Detecting and distinguishing bifurcations from noisy time series data

Thomas Bury

Numerous systems in the natural sciences have the capacity to undergo an abrupt change in their dynamical behaviour as a threshold is crossed. Prominent examples include the collapse of fisheries, algal blooms and paleoclimatic transitions. Mathematical models reveal such transitions as the result of crossing a bifurcation and help to elucidate the underlying mechanisms. However, the number of unknowns is often large, making it difficult to infer where the bifurcation occurs in the real system.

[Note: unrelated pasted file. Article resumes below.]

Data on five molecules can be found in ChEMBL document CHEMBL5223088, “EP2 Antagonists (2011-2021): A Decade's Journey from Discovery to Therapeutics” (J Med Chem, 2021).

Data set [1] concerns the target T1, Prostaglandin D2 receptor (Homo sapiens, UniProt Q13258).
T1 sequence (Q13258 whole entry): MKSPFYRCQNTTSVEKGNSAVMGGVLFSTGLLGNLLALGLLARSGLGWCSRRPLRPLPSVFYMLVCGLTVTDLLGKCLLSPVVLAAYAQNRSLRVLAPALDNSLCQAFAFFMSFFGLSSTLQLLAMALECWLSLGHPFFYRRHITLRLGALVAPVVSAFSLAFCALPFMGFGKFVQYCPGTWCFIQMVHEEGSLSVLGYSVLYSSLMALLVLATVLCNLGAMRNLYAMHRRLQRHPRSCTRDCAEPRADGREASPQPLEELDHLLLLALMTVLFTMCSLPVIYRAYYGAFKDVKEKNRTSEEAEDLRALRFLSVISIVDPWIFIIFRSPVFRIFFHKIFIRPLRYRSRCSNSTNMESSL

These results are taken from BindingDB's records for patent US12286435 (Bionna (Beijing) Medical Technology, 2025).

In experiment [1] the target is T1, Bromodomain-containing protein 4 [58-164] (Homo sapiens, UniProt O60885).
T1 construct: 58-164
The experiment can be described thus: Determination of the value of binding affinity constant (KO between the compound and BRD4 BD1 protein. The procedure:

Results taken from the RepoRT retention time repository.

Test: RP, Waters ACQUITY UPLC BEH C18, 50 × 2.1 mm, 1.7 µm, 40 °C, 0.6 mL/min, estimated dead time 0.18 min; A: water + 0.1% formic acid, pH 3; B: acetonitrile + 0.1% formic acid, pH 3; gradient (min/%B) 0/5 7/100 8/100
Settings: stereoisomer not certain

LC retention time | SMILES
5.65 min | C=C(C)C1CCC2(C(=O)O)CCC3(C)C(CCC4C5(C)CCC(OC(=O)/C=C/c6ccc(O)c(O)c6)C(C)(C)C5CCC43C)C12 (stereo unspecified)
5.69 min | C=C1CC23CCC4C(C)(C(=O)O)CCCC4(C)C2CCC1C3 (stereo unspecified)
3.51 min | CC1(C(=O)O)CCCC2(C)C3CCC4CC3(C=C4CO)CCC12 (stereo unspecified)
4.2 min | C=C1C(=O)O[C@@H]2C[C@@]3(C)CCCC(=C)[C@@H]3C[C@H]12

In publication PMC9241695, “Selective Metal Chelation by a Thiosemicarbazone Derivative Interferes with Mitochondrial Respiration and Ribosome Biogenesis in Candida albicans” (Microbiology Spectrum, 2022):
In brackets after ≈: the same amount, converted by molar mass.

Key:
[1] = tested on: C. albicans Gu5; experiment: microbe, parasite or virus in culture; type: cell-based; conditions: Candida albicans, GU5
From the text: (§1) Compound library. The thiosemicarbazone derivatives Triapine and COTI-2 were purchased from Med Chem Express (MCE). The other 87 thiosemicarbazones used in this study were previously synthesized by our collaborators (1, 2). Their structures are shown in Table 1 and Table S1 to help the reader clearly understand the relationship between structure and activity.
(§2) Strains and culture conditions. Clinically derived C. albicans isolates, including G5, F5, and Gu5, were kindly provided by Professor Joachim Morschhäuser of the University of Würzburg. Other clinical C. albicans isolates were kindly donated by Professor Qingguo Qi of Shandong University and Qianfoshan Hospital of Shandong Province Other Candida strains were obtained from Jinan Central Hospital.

In this talk, we will look at methods for detecting bifurcations using data-driven approaches. These methods exploit generic dynamical phenomena that occur prior to bifurcations, such as critical slowing down, in order to infer their approach. We will show how the power spectrum of noisy time series data provides information on the type of bifurcation and validate this approach with empirical predator-prey experiment that undergoes a Hopf bifurcation. Finally, we will explore deep learning methods for detection of bifurcations and make comparison to the more traditional statistical methods in their ability to detect bifurcations.